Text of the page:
We all love pancakes on Shrove Tuesday, but one day a year seems a little stingy! If you fancy a few more different ones...

sow it, grow it, eat it! by Annette Gibbons


Annette Gibbons OBE is renowned as a champion of real Cumbrian food. She hosts Cumbria’s Fine Dining Club and also enjoys her organic vegetable garden.

The days are getting longer. I can always tell when my hens start laying again and I notice the sun setting a little closer. Such a time for optimism I think.

Thank heavens for the end of winter and those green shoots of spring. I started tomato and cucumber seeds off last month and now’s the tricky bit in attempting to fatten them up while they grow fast and spindly reaching for the light. Luckily, tomato plants will send out shoots from their main stem, so I shall have to find some tall pots to put them in until they are ready for their main growing pots in the greenhouse.

The key to organic gardening is to enrich the soil with nutrient rich compost to give your plants the best growing medium. I shall be adding to each of my vegetable raised beds some of last year’s well-rotted compost whilst asking my friendly farmer for some of their mature midden. The better the soil, the greater the crop. There are still brassicas growing, providing us with spouting broccoli, chard, spinach and two different kales. These deserve a top dressing now to help their spring growth. I’ve made a note of advice which I intend to take, removing the stem and stump of overwintered brassicas when they’ve finished, giving us great winter green and burying them deep in the bowels of the compost heap. This apparently will kill off any whitefly or aphids which could transfer to new growing plants. I’m touching wood as I say this but living by the sea affords me greater protection from a lot of pests. I think it’s probably the salt wind but I’m happy to help it along.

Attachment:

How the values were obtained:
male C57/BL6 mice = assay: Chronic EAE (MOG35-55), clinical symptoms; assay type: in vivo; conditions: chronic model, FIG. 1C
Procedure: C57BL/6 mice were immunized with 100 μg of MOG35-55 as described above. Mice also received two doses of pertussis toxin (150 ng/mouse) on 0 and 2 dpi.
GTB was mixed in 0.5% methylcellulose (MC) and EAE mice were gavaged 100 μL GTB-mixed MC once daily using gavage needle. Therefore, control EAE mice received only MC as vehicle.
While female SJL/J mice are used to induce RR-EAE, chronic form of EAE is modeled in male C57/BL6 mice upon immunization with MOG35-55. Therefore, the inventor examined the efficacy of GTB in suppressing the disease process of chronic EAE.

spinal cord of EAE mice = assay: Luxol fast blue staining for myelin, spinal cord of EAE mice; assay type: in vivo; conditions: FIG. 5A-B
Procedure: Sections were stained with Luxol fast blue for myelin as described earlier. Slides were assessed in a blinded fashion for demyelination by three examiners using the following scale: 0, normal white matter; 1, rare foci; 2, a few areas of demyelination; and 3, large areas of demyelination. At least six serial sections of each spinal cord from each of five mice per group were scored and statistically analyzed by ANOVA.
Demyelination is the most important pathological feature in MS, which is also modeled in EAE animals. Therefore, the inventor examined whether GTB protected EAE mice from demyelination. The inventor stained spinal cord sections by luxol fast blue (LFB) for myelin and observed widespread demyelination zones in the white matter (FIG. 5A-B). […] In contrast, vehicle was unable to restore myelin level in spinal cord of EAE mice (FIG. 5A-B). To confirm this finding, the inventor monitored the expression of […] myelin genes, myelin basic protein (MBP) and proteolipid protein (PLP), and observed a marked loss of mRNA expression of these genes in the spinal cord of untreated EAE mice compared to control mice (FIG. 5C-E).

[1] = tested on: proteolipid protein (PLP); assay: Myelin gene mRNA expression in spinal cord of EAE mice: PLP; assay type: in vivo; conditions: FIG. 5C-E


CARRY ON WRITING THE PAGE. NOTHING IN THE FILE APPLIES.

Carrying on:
I’m itching to get going in the garden now, am super-excited at the prospect of our own nutritious vegetables as soon as possible, so my next step is to warm up a little bit of a bed by covering with black plastic - better to reuse the stuff! Then I can really get going with the first of the outdoor seeds such as leeks, hardy lettuces, herbs, parsnips and Pak Choi, the list could be endless.

If you can’t grow your own, Cockermouth Food Assembly invites you to buy lots of local food, cheese, meat, venison, preserves, vegetables included, once a week. Pick up point is the Swan on Kirkgate on a Friday evening. Orders are dealt with online.

Do you enjoy eating out but can’t decide where to go and what to choose?

Annette’s popular Dining Club visits Cumbrian eateries where the evening is planned for you. If you’ve just moved to the area and would like to meet new people who also enjoy good food and wine this is a perfect night out. Long standing locals are welcome too! Ring 01900 881356 to request a newsletter by post or email to have one sent directly to you.


Normandy has always been well known for its soft, unctuous cheeses - think Camembert, Livarot or Pont l'Eveque - due to both its cool yet humid climate and the lush richness of the milk from the Normandy breed of cow. Hailing from the tiny, picturesque town of Neufchâtel in the Haute Normandy region, Pays de Bray, the cheese has been made there for over five hundred years. It was